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Insurance Execs Testify: No Need for the Public Option

11/17/2009 05:12 am ET | Updated May 25, 2011

With the president hitting the news talk shows on Sunday, I listened intently to a House hearing on health care conducted September 17, which was chaired by Dennis Kucinich (D-OH). Executives from various health insurance insurance companies gave testimony under oath. One question asked of one of them was: why is there not a need for a public option? The response was something like, "because federal legislation will provide for eliminating pre-existing conditions as a bar to coverage; that rescinding coverage following treatment will be eliminated so long as the policy has been paid; caps on out-of-pocket expenses, no ceiling on coverage, etc." I sensed a disconnect in logic, and here is why.

What this response did not reveal is that all these new regulations (which we most certainly need) will provide for increased exposures for insurers. Such increases will mean spending more dollars to cover additional claims and individuals that heretofore had never been a worry for insurers. And, in turn, all this means, less millions in revenues in the door for the shareholders and executives to divide up. Carrying this line of logic to its conclusion means that in order to refurbish the bottom line due to these additional payouts, more revenues will be needed -- and the way to do that is to INCREASE HEALTH CARE INSURANCE PREMIUMS. Now, recall that the executive who said there was no need for a public option because of all the benefits these additional regulations will bring really should have said, "we don't need a public option since that will only hinder our ability to raise more revenues that will be taken from us by all these additional regulations . . . and the way we raise revenues is to increase premiums that won't have to be held in check through the creation of a public option."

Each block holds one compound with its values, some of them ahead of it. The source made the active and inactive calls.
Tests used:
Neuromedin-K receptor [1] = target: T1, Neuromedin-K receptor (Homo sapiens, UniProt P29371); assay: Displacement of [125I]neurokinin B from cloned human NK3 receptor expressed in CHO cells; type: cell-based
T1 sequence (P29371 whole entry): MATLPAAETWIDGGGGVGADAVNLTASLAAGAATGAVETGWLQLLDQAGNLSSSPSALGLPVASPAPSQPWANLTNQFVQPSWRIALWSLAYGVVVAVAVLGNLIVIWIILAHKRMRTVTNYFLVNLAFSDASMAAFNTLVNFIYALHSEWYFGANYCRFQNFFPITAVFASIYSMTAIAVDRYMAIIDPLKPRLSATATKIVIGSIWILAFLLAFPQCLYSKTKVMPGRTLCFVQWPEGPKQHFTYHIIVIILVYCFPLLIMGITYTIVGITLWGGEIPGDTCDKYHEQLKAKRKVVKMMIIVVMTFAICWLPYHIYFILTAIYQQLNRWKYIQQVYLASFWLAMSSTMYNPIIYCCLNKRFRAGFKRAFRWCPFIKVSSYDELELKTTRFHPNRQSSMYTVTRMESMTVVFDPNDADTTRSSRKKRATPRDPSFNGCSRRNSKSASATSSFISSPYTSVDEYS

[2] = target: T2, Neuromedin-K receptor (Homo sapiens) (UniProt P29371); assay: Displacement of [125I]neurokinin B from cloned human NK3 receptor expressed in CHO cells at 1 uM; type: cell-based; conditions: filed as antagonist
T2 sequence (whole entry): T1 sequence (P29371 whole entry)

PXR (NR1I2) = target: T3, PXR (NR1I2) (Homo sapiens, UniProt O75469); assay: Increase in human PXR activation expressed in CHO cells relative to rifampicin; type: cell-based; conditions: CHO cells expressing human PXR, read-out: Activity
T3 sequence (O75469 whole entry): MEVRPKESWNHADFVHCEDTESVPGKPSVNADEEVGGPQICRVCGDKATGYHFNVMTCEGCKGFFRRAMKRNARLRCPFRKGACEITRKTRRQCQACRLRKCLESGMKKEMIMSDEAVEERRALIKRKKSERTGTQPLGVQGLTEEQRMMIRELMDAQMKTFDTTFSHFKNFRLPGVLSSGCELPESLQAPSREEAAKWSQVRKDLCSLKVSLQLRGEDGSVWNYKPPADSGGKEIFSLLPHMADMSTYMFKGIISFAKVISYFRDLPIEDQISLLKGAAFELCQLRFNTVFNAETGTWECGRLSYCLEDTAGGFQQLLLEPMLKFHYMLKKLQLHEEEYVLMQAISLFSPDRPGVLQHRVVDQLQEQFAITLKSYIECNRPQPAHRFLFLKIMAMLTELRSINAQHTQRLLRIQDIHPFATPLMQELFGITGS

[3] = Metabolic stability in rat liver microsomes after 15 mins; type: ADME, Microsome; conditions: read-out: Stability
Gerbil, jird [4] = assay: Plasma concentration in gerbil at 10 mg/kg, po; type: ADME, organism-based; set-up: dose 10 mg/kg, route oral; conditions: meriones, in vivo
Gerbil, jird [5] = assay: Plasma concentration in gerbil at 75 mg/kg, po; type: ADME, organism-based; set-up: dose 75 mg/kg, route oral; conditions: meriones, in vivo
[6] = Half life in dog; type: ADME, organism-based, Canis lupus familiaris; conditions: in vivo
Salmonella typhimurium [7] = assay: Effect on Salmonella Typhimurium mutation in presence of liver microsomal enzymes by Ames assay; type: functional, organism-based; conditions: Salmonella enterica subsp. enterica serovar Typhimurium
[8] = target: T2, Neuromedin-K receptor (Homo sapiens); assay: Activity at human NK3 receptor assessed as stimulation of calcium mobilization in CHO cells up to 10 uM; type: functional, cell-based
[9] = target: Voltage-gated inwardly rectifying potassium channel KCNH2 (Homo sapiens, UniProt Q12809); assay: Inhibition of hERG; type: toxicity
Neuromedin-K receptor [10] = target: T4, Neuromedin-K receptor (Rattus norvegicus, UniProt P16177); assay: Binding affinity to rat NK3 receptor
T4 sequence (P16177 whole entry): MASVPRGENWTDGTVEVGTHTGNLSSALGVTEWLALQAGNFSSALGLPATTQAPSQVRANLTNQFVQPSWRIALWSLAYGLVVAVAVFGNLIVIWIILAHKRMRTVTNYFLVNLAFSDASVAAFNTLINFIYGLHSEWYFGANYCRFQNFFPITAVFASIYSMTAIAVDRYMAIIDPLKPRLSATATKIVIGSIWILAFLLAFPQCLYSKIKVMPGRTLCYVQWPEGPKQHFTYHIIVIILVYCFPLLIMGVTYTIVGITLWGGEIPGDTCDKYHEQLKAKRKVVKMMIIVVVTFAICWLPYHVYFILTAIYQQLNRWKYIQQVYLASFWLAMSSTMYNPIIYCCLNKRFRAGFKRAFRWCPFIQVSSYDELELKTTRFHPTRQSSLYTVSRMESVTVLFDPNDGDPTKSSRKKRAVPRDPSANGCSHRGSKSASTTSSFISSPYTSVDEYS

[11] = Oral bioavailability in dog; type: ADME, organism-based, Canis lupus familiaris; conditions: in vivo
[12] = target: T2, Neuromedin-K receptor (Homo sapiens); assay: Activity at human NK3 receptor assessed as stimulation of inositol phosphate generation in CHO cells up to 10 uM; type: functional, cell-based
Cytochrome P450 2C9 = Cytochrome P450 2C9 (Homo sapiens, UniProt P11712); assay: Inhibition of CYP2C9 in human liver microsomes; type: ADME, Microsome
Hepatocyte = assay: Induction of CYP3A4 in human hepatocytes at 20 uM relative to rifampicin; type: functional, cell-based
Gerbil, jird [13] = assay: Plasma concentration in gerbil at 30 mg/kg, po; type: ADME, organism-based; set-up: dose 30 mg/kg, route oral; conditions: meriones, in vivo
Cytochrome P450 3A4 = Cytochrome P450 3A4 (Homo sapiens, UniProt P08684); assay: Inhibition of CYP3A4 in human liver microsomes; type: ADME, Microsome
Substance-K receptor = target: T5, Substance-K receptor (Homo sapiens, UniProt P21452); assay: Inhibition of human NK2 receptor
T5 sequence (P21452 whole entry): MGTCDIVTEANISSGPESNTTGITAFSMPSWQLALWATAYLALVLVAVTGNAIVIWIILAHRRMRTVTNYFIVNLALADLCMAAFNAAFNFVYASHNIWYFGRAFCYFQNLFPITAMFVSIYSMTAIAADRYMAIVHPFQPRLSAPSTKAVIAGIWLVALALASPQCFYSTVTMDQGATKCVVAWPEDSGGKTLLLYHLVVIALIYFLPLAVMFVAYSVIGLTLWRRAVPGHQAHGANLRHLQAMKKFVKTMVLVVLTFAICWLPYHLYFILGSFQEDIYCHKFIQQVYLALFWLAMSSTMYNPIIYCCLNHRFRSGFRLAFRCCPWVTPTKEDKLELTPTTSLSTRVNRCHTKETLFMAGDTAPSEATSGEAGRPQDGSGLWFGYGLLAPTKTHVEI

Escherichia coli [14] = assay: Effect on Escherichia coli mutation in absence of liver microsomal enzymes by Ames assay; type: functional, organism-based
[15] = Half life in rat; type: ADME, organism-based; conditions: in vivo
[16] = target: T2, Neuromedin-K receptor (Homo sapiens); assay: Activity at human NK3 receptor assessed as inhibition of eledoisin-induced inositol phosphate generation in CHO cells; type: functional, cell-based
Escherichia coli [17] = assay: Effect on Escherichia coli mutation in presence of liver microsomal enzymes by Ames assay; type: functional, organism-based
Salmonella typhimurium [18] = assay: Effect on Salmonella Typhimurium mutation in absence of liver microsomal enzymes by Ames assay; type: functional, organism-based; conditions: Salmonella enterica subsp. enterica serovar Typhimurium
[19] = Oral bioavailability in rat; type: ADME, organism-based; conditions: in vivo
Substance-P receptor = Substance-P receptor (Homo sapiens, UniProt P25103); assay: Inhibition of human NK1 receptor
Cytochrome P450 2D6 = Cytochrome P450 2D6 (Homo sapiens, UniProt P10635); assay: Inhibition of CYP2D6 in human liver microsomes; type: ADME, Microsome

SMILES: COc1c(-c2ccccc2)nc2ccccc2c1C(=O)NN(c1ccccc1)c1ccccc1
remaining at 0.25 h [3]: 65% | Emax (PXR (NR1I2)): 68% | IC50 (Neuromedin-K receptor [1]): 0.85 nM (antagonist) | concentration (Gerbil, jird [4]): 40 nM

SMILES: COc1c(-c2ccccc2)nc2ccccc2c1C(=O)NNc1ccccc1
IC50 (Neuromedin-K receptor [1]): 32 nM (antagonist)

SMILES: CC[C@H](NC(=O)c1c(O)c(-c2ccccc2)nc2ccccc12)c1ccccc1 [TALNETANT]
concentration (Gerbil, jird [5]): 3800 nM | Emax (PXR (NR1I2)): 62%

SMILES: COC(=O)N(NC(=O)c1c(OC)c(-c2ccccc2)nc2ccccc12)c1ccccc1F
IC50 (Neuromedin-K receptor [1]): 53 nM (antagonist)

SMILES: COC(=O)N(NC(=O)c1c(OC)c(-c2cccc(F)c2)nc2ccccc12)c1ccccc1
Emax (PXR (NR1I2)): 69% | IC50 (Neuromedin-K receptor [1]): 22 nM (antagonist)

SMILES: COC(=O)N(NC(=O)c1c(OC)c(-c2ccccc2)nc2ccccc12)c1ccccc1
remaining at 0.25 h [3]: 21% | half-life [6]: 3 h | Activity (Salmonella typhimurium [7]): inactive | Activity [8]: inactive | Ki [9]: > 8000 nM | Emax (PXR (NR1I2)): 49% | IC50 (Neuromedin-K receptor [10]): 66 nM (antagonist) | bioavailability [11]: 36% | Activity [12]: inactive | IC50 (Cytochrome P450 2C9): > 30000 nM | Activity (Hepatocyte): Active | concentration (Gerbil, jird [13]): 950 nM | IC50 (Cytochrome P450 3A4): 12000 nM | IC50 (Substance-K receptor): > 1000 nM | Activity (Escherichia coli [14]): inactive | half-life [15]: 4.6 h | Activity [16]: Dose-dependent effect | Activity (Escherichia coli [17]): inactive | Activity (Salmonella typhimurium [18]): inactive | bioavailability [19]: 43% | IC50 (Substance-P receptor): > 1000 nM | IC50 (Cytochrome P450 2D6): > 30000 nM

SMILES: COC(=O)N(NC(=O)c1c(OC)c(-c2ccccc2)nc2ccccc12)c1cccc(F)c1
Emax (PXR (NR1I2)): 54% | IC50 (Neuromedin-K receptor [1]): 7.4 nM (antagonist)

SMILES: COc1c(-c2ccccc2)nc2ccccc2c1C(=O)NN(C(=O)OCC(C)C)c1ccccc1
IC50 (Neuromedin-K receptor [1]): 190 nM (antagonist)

Isn't it high time for all Americans to realize that we are being fleeced by those like the insurance company executive who testified that we don't need a public option? Do corporate executives really think that they can pull the proverbial wool over our eyes? If so, they have another thing coming.

In the end, instead of saying or thinking public option, we all should say, "access" and "affording" health care; instead of saying or thinking public option, we all should start thinking about "choice" and real and effective "competition" -- for these words are what is really meant by -- public option!

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